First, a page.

Today’s dynamic women in top leadership positions are opening up the possibility of answering these questions with a resounding “Yes!” They have shattered glass ceilings and paved the way forward for countless others trying to uproot deeply entrenched ideas about women’s and men’s differing roles and opportunities in business and society. As a result, more and more women are now recognizing and making progress towards transcending the glass walls that also silo them in certain managerial functions, such as human resources and communications.

However, a new report by the International Labour Organization (ILO) released last week reminds us that gender diversity gains are not always sustained. Featuring unique data collected from 1,300 private sector companies in 39 developing countries, the report states that concerted efforts are required to consolidate progress and change mindsets while fighting unconscious biases at all levels of society.

Are women traveling into a safer 2015?

Priyali Sur's picture
Also available in: العربية | Français | Español
NEW DELHI—It happened outside a plush mall in Gurgaon, a booming financial and industrial hub just southwest of the Indian capital.  A 21-year old woman, a newcomer to the city, hopped into a shared taxi after finishing her second day at work. “Only when the driver started taking me through deserted streets did I realize that this was his personal car and not a shared taxi,” she tells me of that night two years ago. “He took me to a lonely place, hit me, threatened me, and raped me. I wish I knew it wasn’t a cab. I wish there was a safe way to travel.”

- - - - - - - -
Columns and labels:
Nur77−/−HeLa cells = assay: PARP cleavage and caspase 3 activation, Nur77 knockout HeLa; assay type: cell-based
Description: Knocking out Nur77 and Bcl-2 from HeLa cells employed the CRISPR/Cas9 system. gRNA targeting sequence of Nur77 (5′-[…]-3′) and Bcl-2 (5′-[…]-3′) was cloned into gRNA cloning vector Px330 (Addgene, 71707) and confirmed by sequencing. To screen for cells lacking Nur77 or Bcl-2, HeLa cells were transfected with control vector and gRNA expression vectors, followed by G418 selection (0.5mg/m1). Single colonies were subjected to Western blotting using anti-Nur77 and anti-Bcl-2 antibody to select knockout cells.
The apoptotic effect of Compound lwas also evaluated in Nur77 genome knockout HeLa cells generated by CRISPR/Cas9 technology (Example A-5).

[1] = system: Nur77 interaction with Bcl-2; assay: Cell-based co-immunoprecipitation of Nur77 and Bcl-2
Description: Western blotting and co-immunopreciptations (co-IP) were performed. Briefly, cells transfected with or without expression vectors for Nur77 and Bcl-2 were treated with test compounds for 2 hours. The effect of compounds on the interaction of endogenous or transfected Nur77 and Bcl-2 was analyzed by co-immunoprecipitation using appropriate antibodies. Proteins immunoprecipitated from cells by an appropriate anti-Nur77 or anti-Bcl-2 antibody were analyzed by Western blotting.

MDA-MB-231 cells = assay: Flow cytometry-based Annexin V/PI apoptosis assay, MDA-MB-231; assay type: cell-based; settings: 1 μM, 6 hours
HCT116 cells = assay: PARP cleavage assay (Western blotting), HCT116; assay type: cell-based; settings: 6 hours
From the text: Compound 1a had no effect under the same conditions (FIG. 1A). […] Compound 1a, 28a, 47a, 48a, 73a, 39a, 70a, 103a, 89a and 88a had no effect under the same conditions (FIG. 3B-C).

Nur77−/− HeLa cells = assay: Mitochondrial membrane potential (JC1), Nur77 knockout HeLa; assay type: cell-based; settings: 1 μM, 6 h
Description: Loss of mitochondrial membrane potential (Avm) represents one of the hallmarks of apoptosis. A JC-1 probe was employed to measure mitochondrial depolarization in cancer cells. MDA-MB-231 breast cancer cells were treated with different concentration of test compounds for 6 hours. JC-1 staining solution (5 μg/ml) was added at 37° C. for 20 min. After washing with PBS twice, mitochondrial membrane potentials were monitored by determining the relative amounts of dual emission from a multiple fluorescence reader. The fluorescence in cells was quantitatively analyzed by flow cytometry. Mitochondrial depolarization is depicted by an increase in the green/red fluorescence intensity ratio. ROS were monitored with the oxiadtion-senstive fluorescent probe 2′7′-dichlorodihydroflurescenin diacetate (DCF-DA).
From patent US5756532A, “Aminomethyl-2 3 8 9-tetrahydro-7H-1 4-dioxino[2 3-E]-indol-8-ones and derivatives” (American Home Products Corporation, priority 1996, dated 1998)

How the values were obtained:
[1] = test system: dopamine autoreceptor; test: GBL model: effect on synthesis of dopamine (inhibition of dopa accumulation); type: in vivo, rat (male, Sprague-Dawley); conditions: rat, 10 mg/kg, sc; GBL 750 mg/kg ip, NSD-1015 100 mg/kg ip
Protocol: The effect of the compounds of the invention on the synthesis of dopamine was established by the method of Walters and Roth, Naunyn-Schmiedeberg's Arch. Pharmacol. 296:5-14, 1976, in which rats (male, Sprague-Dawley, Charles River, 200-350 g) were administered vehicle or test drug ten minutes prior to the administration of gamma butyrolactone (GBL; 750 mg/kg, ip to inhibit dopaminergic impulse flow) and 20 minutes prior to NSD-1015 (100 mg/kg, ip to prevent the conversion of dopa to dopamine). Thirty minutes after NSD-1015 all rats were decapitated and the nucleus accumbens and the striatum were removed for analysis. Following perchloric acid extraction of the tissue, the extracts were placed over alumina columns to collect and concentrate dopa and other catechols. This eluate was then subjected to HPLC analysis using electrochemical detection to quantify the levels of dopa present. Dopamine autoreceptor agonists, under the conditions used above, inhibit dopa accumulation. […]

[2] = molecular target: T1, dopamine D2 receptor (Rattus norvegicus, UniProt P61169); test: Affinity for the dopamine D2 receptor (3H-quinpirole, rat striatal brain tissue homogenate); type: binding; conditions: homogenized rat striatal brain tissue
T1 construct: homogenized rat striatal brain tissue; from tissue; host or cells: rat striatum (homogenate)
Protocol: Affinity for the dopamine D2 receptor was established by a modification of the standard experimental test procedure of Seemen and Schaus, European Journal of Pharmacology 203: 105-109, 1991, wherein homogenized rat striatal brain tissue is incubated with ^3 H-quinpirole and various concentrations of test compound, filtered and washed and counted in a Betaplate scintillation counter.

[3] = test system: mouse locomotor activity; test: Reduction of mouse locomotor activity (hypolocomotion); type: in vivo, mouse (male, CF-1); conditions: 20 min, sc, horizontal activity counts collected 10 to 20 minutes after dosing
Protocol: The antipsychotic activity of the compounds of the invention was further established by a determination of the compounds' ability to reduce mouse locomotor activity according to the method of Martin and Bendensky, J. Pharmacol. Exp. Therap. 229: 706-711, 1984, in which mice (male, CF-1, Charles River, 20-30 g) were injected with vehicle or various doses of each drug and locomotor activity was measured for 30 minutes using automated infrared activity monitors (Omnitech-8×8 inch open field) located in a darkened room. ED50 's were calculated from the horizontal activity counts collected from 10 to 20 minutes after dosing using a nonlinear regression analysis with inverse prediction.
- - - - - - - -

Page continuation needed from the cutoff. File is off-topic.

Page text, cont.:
Remembering Bhopal 30 Years Later

Adriana Jordanova Damianova's picture
Children stand near the dilapidated premises of Union Carbide in Bhopal, India. (Photo via Bhopal Medical Appeal / Flickr CC)Thirty years ago, toxic gas leaking from Union Carbide’s factory in Bhopal claimed more than 5,000 lives and exposed more than half a million people to harmful toxins.  The negligence and human tragedy made Bhopal synonymous with industrial disaster and showed just how harmful chemical pollution is to health and well-being. The enormous human loss calls for remembering the victims and stronger engagement on a wide range of pollution management and environmental health issues to prevent similar tragedies.

What Happened Then?
A chemical gas spilled from a pesticide factory owned by Union Carbide. More than 40 tons of gas created a dense cloud over more than half a million people and killed thousands.  None of the six safety systems at the plant worked to prevent the disaster. The company’s own documents prove the plant was designed with “untested” technology, and that it cut corners on safety and maintenance in order to save money.

The State of Bhopal Today
Today, clean-up of the site is still pending, those who survived the disaster don’t have alternate livelihood opportunities and victims are still suffering.